Recently a colleague asked if I’d been on vacation, since I looked so relaxed (which speaks volumes about my usual demeanor, I guess). Laughing, I told him that it was my daughter who had been on vacation—two weeks at summer camp.
We chatted about how, as parents, we seem to have little time to take it easy and enjoy. I joked that I hoped to maintain at least the look of relaxation when my daughter returned. He just smiled and said, “Press save,” and went on his way.
So what does this phrase have to say to you as a manager, parent or not? Plenty! We’re still in the midst of difficult days and it’s easy to forget the fun times when we hit the office. It’s especially important that you take care of yourself now, so that not only can you survive the long haul, but also help your team do so.
While this phrase may smack of treating humans like computers—although we’re all so plugged in these days it may be close to the truth—it provides a useful shorthand for our self-preservation. Research has shown that chronic stress can rewire the brain in ways that promote chronic stress. In other words, the more stressed you are, the more stressed you learn to become. Under stress, the decision-making parts of your brain function poorly, while the sections that allow for developing habits run amok. We lose the ability to think clearly, but easily develop bad habits. If what we’re doing isn’t working, rather than being able to step back and think about alternatives, we keep doing the same thing (aka ‘insanity’).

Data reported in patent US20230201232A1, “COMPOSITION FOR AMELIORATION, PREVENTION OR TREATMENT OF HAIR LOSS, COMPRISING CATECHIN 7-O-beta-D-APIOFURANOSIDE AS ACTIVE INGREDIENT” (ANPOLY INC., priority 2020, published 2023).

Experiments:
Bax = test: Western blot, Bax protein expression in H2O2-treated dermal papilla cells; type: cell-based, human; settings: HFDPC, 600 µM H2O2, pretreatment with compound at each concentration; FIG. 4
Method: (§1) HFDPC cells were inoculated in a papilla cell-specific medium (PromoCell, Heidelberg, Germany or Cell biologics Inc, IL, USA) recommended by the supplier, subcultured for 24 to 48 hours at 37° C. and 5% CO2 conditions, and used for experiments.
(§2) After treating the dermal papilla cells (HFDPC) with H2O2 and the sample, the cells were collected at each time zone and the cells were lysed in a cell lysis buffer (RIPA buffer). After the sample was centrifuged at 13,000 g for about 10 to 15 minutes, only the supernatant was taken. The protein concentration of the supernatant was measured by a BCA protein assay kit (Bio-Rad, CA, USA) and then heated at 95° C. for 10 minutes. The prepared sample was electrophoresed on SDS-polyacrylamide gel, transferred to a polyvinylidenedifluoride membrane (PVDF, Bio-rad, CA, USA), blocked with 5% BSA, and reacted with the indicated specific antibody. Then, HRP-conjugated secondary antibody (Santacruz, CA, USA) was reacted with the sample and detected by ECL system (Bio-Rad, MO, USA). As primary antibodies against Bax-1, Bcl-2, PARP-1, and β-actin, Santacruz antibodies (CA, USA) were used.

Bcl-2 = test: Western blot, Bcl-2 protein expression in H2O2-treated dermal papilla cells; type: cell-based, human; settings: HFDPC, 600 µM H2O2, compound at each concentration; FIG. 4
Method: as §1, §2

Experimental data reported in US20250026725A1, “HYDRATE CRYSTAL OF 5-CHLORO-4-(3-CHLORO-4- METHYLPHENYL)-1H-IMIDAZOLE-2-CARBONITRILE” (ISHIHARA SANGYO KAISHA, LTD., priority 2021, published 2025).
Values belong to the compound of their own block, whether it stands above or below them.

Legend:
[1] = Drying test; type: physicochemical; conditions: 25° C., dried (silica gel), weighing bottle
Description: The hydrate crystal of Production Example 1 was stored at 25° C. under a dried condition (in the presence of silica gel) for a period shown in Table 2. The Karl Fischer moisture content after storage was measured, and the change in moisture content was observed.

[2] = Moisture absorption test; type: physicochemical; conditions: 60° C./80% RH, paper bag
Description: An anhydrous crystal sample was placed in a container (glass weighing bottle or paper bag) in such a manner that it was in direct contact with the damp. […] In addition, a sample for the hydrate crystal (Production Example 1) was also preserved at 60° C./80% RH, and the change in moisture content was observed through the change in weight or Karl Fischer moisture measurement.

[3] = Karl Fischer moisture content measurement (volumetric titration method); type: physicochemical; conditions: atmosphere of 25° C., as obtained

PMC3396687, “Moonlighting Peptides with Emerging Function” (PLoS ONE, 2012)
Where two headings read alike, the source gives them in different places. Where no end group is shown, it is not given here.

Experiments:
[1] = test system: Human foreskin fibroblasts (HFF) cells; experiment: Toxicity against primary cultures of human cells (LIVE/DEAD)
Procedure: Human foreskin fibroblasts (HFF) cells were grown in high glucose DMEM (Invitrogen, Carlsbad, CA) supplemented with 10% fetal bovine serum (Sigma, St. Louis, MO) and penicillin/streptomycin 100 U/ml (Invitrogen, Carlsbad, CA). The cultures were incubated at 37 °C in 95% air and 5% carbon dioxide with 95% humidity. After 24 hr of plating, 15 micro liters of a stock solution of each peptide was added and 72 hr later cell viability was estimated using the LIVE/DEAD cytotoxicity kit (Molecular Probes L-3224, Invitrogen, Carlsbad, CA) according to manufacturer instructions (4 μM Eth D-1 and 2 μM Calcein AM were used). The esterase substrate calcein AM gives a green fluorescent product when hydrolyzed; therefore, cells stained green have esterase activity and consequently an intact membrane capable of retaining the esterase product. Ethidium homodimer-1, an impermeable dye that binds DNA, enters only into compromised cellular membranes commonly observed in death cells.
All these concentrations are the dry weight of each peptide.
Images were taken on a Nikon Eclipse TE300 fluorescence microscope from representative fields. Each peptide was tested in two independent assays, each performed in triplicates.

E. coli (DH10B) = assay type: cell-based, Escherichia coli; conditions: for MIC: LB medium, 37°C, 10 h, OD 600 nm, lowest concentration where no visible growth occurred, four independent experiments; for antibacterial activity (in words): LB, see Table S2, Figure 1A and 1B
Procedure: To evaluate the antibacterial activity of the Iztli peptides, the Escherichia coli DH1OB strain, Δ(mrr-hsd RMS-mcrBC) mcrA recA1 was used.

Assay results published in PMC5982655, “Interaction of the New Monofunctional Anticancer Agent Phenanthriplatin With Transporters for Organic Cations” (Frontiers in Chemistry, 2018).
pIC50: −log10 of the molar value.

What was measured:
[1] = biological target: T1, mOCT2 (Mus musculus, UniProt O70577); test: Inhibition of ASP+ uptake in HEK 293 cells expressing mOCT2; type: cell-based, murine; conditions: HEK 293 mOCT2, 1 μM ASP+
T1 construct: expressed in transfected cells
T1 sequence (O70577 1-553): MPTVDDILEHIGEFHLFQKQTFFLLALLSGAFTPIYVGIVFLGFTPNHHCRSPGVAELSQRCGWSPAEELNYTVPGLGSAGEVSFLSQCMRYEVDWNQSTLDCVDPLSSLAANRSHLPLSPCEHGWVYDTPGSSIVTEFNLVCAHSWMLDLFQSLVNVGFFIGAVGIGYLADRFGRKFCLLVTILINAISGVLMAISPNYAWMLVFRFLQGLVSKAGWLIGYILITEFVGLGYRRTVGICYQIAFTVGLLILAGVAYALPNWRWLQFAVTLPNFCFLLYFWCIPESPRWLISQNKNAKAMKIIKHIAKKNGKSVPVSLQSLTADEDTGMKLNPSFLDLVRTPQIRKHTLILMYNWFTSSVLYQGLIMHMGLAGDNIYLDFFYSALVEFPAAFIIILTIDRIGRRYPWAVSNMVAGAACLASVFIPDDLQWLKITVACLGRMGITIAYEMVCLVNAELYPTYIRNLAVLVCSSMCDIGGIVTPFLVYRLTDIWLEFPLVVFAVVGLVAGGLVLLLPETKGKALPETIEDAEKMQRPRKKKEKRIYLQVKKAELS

So how do you give your brain a chance to unplug and rewind? You know the usual answers: take a vacation, exercise, do something fun. I strongly recommend that you schedule relaxation time into your day, even if it’s ten minutes in the morning and the afternoon. Yes, you can do this. Just as you can back up your computer to save important data, so you can back yourself up by taking regularly scheduled breaks from digging a new or deeper rut.
In other words, press save.
Barbara Kurka, an experienced HR professional, offers executive coaching; management training, and HR consulting, the latter uniquely geared toward small businesses. She can be reached at email@example.com.